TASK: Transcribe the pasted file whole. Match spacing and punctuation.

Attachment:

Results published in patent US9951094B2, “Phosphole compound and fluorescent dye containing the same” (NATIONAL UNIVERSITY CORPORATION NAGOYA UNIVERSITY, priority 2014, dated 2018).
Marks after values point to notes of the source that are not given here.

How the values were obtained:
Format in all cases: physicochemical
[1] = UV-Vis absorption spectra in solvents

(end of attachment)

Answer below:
Results published in patent US9951094B2, “Phosphole compound and fluorescent dye containing the same” (NATIONAL UNIVERSITY CORPORATION NAGOYA UNIVERSITY, priority 2014, dated 2018).
Marks after values point to notes of the source that are not given here.

How the values were obtained:
Format in all cases: physicochemical
[1] = UV-Vis absorption spectra in solvents